Vermilion Valley Conference football preview: Hoopeston Area
HOOPESTON — When 22 prospects showed up for the first day of Hoopeston Area’s football practice, second-year coach Michl Kearney decided it was time to get to work.
Besides the coaching portion of his job, he set out to expand the roster. Within a week, there were 31 Cornjerkers at practice.
“I’ve been trying to recruit the building,” Kearney said. “I’ve been talking to kids at registration.”
The immediate result was to avoid a loss the school didn’t need.
“There was talk about canceling the JV team, but we’ll keep things going,” Kearney said.
He was even willing to add to the squad after school started on Monday.
“If a kid wants to play, we’ll bring him out,” Kearney said.
Many of the newest squad members may not come into play when the regular season opens on Friday. On the roster are 15 first-year football players.
“I’ll dress everybody,” Kearney said, “but there are about 13 or 14 who are varsity ready.”
Though it is counter to logical thinking, instead of scheduling extra practice time during the preseason, Kearney cut back. The traditional two-a-day practices were trimmed to one daily evening workout.
“The numbers were so low (at the outset of practice) and they were dragging. If we had two-a-days, I was afraid we’d lose kids,” Kearney said.
The key, he said, was to make efficient use of the time together.
“We got in what we needed to get in,” he said.
Though inexperience is prevalent, there’s a corps of experienced Cornjerkers. Twelve seniors are on the roster. Three are first-year players, but two are mainstays who are regarded as two of Vermilion County’s finest small-school athletes: quarterback Terrence Poke and running back Robbie Irvin.
“If the front line can keep them protected, they can make plays,” Kearney said.
Irvin’s combined rushing and receiving yards last year totaled 961. Of the team’s total offense, Poke and Irvin combined for 68 percent of it.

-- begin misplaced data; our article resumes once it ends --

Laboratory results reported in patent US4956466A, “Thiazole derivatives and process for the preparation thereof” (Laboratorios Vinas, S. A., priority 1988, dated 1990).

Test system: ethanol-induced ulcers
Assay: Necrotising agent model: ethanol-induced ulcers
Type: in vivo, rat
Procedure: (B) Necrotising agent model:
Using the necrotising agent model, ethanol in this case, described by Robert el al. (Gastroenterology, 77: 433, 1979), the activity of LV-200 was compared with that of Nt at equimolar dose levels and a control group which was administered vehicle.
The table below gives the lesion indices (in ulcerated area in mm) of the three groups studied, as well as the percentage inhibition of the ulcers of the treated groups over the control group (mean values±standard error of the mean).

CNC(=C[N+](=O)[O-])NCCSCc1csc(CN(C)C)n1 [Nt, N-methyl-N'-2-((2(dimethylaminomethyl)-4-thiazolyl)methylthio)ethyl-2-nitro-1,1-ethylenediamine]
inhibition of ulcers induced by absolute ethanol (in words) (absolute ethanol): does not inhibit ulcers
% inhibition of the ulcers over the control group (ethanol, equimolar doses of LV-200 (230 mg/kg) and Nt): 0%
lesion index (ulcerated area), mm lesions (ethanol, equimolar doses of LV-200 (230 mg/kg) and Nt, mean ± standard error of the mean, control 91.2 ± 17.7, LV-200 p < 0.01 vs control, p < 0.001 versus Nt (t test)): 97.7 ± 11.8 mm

Along with receiver Zach Drollinger, the trio figures to be the marquee players this year.
Practice has been geared around creating depth.
“Each kid is learning two positions,” Kearney said. “We’ve moved people around to see what they can do.
“We’re trying to figure who fits well together.”
Kearney is toying with the idea of using Poke as a slot if either Aiden Berg or Connor Cline shows he can handle the quarterback position.
“We’re trying to find the puzzle pieces,” Kearney said.
In order to add some experience to the offensive line, the coach took two potential runners out of the backfield. Guards Nick Papanek and Matthew Watson are converted backs.
Among the others in contention for line duty are tackles Austin Hickman and Brandon Umbanhowar and center Cody Inman. Freshmen Jacob Varns and Trenton Lanter could work their way onto the field as could first-year junior Alex Golladay.
“Our offensive and defensive lines are getting better, but we’re very, very small,” Kearney said.
The coach will be careful not to put his inexperienced players in positions where it will be tough to succeed.
“I don’t want to put kids who’ve never played on the field on Friday where they could get hurt or discouraged and don’t come back,” he said.
Hoopeston Area is trying to build a program which has suffered through 16 consecutive sub-.500 seasons. Last fall’s 3-6 record was the best in eight years, but five underclassmen who started aren’t back, either voluntarily or due to violations of school rules.
“When you take five or six juniors and seniors off the team, it really hits you hard,” Kearney said.
Joining Kearney on the coaching staff are Matt Daniel, Justin Gumm and Dave Page.
The Cornjerkers open the season at 7 p.m. on Friday at Bement against South Piatt. Three of the team’s first four games will be played on the road.